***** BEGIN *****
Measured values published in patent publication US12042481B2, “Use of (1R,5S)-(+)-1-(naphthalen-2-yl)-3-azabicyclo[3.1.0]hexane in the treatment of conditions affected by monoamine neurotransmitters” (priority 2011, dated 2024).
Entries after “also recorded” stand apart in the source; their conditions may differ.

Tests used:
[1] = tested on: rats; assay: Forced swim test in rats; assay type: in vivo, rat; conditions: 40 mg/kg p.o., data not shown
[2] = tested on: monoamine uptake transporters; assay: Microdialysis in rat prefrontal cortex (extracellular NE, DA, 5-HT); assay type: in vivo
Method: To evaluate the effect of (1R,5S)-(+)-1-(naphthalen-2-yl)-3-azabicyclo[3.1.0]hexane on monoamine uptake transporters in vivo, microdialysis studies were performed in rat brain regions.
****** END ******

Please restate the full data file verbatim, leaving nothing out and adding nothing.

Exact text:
Measured values published in patent publication US12042481B2, “Use of (1R,5S)-(+)-1-(naphthalen-2-yl)-3-azabicyclo[3.1.0]hexane in the treatment of conditions affected by monoamine neurotransmitters” (priority 2011, dated 2024).
Entries after “also recorded” stand apart in the source; their conditions may differ.

Tests used:
[1] = tested on: rats; assay: Forced swim test in rats; assay type: in vivo, rat; conditions: 40 mg/kg p.o., data not shown
[2] = tested on: monoamine uptake transporters; assay: Microdialysis in rat prefrontal cortex (extracellular NE, DA, 5-HT); assay type: in vivo
Method: To evaluate the effect of (1R,5S)-(+)-1-(naphthalen-2-yl)-3-azabicyclo[3.1.0]hexane on monoamine uptake transporters in vivo, microdialysis studies were performed in rat brain regions.